Memory chip maker Micron Technology
So what seems to be the real problem with Micron? Before we delve into the details, let's take a closer look at the numbers.
Micron's revenue increased 8% on a sequential basis, although it remained relatively flat from the prior-year period. This was mainly because of a 20% sequential increase in revenue in the DRAM segment -- the result of a combination of higher sales volumes and average selling prices.
Unfortunately, on the other hand, Micron incurred a loss amounting to $320 million, as part of a series of quarterly losses mainly caused by the prevailing softness in the flash memory market. Revenue from the company's NAND segment remained largely flat, despite a whopping 40% increase in sales volumes, mainly because of weak market prices.
However, one can take heart from the fact that these problems are not specific to Micron, as its peers in the NAND industry have also been having a hard time of late. For instance, flash memory king SanDisk's
The bright side
Micron has a few other reasons to feel happy as well. Demand in the DRAM space is beginning to show some signs of bottoming out. Plus, a further boost in the DRAM segment should occur when Microsoft releases its newest Windows 8 operating system, which in turn, should stimulate demand from Micron's OEM customers, namely Intel and Hewlett-Packard.
Micron is also in the process of taking over the bankrupt Japanese DRAM manufacturer Elpida Memory. If the company is successful, this would double Micron's market share in the DRAM space and should somewhat reduce competition as well. Nevertheless, the positive effect of this development remains to be seen.
The flip side
But the company has its share of concerns, too. The NOR flash space is witnessing tough times. According to a TechNavio analyst forecast, the global NOR flash market will decline at a CAGR of -5% from 2011 through 2014 mainly because of a decline in average selling prices. However, the increasing demand for NOR chips could be a long-term positive in this direction.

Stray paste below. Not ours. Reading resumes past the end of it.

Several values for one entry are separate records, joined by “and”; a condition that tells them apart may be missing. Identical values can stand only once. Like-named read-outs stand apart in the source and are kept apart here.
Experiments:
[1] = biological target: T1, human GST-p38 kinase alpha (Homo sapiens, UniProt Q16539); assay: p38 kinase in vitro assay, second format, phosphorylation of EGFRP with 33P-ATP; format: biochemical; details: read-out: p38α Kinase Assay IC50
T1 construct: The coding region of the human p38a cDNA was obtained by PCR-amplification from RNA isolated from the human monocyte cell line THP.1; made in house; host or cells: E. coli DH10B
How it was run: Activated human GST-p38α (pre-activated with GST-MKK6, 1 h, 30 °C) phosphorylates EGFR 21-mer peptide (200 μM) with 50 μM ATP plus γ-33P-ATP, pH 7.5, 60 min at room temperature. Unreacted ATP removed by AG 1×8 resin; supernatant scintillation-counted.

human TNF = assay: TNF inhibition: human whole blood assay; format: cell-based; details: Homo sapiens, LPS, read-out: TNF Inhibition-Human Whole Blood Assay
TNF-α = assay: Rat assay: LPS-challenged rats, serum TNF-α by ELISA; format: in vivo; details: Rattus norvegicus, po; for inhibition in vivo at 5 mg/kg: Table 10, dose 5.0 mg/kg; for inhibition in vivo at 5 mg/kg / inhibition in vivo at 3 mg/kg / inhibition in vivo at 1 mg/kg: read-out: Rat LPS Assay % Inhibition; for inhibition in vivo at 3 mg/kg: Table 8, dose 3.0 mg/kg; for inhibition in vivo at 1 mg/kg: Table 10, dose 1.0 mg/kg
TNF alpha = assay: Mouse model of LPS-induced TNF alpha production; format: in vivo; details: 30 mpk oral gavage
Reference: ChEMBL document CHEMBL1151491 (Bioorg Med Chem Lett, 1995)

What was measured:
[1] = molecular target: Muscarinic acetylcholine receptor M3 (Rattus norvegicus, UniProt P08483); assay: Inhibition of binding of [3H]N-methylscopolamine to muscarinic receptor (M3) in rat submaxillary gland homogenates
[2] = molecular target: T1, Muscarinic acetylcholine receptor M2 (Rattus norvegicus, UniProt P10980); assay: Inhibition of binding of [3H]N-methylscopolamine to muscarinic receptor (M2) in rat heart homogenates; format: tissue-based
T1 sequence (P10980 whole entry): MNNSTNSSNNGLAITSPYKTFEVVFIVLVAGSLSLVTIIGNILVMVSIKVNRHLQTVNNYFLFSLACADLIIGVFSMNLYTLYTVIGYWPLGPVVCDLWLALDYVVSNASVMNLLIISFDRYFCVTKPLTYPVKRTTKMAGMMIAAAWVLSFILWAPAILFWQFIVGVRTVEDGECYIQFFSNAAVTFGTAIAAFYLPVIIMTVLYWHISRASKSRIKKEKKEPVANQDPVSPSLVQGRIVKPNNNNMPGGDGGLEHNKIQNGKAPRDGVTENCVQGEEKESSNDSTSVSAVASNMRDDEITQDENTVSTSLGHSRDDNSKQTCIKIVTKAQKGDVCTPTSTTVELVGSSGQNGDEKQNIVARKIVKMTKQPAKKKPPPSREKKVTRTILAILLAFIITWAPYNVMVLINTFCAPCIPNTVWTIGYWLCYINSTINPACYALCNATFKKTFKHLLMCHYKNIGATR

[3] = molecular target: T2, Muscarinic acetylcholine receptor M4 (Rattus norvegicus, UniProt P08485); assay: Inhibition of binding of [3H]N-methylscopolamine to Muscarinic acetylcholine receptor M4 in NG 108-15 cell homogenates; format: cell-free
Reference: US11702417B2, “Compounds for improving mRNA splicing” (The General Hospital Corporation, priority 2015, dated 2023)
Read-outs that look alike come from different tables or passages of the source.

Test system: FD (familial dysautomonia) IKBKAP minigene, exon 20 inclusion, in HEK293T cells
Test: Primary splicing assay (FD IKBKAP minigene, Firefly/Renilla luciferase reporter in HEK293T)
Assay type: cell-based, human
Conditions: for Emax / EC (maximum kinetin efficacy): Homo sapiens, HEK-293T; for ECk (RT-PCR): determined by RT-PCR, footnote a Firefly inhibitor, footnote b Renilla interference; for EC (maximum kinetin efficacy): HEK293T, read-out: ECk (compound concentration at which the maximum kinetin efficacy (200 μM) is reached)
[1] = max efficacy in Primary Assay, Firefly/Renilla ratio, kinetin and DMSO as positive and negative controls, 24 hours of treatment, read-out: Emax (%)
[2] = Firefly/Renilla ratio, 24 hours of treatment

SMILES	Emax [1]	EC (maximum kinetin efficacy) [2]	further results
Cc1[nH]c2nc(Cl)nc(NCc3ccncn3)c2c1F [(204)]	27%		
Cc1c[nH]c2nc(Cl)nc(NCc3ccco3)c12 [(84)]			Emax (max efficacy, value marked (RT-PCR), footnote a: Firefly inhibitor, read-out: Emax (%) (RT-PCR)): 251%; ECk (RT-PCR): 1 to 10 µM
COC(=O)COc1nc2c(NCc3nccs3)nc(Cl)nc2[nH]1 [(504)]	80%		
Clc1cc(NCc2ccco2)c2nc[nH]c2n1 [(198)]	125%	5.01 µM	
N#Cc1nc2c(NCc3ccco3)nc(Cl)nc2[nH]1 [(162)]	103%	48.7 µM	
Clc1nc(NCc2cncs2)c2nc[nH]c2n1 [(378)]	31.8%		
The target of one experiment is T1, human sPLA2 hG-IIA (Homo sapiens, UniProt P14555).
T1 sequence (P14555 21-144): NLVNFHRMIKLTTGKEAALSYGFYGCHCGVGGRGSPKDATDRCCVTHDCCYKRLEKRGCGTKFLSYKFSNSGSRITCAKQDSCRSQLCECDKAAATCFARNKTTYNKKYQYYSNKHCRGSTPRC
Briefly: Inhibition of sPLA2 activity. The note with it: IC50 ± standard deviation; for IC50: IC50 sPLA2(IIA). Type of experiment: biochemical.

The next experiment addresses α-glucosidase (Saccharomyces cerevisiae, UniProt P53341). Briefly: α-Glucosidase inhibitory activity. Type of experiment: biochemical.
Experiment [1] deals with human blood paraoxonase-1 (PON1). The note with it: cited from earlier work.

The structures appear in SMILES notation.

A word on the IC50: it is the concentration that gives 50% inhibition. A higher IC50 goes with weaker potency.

The NAND flash space is also passing through a turbulent phase, and Micron could see this segment of its business take a hit in the coming months. This is because NAND flash memory chips, used in mobile devices and solid-state drives, or SSDs, have been facing weak demand, coupled with oversupply issues of late.
The Foolish bottom line
Micron is currently trading at a price-to-book ratio of just 0.7, which at first makes it seem attractive. However, I'd prefer to watch from the sidelines until Micron starts putting some cash on the table. The company's acquisition of Elpida could work in its favor in the long run, provided there is a significant improvement in the DRAM space.
Keep an eye on Micron by adding it to your free watchlist.
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